Lessons learned: The reasons for trust

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We know that trust in US health agencies eroded during the COVID-19 pandemic. But little work has been done to explore why. So last year, researchers surveyed US adults about the reasons why they trusted—or didn’t trust–federal, state, and local public health agencies’ information during the pandemic. They recently reported their findings in Health Affairs (2023, DOI: 10.1377/hlthaff.2022.01204).

What they learned: The reasons for trust varied by agency level. Scientific expertise was more commonly reported as a reason for trust in federal public health agencies. But at the state and local levels, trust more often stemmed from the perception that public health agencies and their officials were working hard, being compassionate, and offering quality care at public health clinics. The most common reasons for lack of trust were beliefs that health recommendations were inconsistent and politically influenced.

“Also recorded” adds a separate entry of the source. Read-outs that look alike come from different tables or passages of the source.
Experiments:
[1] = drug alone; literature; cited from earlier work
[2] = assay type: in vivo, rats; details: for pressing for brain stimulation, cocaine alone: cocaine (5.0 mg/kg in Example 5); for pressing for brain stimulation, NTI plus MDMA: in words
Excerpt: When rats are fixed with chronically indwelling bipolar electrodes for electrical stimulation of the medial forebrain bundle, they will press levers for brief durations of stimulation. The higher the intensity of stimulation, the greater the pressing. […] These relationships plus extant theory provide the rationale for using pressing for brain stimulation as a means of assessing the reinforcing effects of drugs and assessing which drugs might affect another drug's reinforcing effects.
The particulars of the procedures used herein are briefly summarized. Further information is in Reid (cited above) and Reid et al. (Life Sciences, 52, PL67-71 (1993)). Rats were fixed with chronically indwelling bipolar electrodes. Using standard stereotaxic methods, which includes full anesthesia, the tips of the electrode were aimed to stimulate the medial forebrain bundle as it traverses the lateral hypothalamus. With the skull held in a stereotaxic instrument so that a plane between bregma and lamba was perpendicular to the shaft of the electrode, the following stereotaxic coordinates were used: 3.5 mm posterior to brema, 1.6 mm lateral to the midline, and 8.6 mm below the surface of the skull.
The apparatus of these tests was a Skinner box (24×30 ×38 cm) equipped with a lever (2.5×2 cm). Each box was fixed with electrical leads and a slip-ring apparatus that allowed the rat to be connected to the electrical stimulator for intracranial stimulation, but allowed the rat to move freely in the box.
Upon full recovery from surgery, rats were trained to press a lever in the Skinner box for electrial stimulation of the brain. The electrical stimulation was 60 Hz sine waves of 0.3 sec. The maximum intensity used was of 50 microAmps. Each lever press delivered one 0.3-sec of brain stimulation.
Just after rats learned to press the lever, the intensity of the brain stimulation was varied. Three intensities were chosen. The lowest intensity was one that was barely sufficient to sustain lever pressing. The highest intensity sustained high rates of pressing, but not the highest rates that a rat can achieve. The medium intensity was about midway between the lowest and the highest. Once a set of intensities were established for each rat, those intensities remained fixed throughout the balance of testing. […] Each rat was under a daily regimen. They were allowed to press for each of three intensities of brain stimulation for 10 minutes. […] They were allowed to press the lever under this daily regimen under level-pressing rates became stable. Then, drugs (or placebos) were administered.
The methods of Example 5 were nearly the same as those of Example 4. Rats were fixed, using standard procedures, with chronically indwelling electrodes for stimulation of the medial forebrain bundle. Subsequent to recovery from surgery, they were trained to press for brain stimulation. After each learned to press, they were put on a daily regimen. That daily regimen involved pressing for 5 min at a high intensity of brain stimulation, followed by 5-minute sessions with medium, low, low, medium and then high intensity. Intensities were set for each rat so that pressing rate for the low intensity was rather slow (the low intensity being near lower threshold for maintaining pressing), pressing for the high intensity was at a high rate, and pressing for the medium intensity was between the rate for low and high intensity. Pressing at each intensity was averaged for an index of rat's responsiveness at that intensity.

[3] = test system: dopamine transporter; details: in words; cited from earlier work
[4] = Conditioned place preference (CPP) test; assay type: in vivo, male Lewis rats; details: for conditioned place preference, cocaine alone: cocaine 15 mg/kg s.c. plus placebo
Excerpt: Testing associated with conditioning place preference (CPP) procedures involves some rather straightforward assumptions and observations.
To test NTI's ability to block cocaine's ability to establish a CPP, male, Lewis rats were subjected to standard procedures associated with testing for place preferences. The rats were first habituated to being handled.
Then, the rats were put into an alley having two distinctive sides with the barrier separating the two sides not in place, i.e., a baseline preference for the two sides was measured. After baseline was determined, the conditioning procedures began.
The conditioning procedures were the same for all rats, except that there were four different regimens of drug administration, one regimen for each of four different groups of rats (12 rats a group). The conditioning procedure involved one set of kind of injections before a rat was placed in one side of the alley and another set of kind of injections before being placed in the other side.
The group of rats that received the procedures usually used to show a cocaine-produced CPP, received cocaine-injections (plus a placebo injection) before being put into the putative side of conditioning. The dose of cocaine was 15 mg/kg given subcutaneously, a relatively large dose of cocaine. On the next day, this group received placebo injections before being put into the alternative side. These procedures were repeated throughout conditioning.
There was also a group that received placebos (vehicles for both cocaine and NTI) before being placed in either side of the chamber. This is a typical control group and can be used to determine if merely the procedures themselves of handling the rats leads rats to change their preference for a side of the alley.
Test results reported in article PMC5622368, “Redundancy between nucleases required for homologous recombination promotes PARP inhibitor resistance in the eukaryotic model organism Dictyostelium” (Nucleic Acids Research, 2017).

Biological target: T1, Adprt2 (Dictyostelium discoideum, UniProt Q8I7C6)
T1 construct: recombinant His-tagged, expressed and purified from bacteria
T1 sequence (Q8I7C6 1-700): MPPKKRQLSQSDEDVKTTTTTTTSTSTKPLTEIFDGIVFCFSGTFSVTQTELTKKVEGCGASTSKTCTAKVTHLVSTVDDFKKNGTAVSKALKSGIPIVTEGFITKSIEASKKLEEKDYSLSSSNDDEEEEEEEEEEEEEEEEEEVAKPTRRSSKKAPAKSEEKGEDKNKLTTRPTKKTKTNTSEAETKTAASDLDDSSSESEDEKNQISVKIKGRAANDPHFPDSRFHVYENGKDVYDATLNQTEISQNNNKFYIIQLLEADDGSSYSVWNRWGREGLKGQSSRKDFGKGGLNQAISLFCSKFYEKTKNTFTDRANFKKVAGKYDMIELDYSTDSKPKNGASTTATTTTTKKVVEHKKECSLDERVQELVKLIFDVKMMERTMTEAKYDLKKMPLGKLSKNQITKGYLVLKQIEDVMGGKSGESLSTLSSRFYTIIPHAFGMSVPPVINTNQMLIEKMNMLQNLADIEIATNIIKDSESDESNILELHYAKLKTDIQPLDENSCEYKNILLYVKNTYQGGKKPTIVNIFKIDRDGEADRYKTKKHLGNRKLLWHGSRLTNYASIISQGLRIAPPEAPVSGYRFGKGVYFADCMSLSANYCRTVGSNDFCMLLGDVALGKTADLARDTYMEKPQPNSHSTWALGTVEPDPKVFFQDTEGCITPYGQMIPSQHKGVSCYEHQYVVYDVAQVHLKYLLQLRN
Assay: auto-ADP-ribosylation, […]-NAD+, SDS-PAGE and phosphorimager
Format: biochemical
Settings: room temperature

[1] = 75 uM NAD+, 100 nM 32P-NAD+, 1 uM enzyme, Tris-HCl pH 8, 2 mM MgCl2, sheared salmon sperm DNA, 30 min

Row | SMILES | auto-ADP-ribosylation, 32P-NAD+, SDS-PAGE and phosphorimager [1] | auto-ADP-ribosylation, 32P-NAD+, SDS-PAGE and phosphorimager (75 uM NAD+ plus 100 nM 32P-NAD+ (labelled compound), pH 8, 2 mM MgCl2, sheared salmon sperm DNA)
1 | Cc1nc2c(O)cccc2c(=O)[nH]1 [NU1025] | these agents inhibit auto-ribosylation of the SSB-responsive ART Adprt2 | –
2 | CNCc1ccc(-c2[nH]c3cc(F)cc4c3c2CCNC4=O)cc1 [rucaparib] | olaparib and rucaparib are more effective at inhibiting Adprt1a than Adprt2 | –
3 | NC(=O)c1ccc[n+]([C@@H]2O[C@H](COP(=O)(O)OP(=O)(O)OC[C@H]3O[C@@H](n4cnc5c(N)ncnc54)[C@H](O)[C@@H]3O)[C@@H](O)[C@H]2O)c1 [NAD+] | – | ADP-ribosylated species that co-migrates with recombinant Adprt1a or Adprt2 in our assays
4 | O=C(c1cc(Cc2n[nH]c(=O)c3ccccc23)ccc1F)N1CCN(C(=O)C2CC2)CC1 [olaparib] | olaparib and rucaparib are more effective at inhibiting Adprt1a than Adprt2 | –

➡️Idea to steal: The results suggest that federal, state, and local health agencies tailor their communications strategies to reflect these trust-drivers. For example, state and local health agencies could showcase how they are delivering care with compassion, whereas federal agencies could focus on communicating their scientific credibility.

What’s next: Exploring how these attitudes about trust vary by demographics.